After developing my "Spin-Shield," I devised a "Pulverizer Cutting Bit Shield" to protect holding blocks for cylindrical cutting bits from excessive wear. That cutting-bit comprised an annular steel ring shaped like an inverted dish with a central hole and a substantially curved, convex upper surface The ring is adapted to being attached coaxially over the upper portion of the cutting-bit into the bottom entrance of the central hole. The upper surface of the ring is then pounded down on the shank until it abuts an upper annular flange onto the shank of the bit, and is retained in position by a tight interference fit between the outer diameter of the shank and the inner diameter of the ring.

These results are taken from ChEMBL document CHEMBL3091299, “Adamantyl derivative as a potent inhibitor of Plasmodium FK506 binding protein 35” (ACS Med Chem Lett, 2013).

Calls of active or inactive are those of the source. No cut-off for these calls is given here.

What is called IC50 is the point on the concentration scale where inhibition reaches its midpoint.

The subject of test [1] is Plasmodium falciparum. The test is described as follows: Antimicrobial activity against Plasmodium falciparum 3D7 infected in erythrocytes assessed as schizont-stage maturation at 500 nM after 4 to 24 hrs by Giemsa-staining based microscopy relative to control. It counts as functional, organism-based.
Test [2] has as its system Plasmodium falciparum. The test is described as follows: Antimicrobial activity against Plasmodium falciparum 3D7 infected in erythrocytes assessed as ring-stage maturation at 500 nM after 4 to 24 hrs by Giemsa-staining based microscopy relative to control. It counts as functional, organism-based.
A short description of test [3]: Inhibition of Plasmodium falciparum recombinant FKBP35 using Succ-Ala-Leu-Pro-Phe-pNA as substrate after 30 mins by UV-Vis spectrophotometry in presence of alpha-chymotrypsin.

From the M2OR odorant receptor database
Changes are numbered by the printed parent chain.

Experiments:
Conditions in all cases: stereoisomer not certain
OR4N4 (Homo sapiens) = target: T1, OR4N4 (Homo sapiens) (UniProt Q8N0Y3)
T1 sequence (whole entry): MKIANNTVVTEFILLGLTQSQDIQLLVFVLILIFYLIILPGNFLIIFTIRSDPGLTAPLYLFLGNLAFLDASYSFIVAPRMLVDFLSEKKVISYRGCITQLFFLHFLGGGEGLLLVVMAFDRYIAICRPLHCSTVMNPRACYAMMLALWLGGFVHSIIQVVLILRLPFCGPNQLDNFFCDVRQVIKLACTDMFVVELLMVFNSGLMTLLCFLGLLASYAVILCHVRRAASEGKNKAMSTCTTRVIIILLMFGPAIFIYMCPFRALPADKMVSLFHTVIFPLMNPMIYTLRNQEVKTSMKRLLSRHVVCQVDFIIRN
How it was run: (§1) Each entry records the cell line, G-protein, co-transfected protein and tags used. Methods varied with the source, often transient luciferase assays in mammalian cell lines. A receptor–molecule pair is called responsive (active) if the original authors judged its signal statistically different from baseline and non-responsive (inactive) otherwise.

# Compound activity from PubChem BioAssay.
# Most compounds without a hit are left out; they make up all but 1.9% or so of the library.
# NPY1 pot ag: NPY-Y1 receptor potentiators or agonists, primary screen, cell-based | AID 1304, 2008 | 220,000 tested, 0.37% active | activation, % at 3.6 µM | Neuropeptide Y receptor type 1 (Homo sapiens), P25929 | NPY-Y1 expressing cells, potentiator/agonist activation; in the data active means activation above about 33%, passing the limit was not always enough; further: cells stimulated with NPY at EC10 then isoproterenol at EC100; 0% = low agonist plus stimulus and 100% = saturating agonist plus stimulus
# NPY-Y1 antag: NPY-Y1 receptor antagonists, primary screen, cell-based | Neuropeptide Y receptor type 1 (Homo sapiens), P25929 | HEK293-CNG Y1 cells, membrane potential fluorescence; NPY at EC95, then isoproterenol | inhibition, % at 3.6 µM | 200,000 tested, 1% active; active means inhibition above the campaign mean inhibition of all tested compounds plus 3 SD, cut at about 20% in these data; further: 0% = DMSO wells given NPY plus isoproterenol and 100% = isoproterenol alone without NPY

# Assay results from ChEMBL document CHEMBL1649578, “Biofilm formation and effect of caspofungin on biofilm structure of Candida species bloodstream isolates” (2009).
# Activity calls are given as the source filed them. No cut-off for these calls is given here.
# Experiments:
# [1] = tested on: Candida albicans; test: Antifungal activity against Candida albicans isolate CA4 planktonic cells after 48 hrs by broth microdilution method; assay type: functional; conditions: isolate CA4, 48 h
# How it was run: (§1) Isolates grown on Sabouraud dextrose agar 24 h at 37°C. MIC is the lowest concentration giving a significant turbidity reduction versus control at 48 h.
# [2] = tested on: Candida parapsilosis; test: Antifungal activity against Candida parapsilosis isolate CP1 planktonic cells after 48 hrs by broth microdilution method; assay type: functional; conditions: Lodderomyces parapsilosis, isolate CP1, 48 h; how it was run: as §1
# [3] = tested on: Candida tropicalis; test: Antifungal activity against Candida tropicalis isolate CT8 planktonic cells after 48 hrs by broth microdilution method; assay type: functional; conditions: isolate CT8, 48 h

The pulverizer cutting-bit shield described above is an effective means for protecting cutting-bit holding blocks from excessive wear. Moreover, the rotation of the pulverizer cutting-bit in unison with the shield fixed to its shank is particularly effective in applications where it is desired to mix material such as soil impacted by the cutting-bit.
However, I have found that for some applications of pulverizer cutting bits, it would be desirable to have a freely rotatable cutting-bit shield. In particular, for those applications of pulverizer cutting bits in which high impact forces and/or highly abrasive materials are encountered, a freely rotating bit shield would be better because normal wear is distributed evenly on the cutting-bit, thereby extending the useful life of the bit.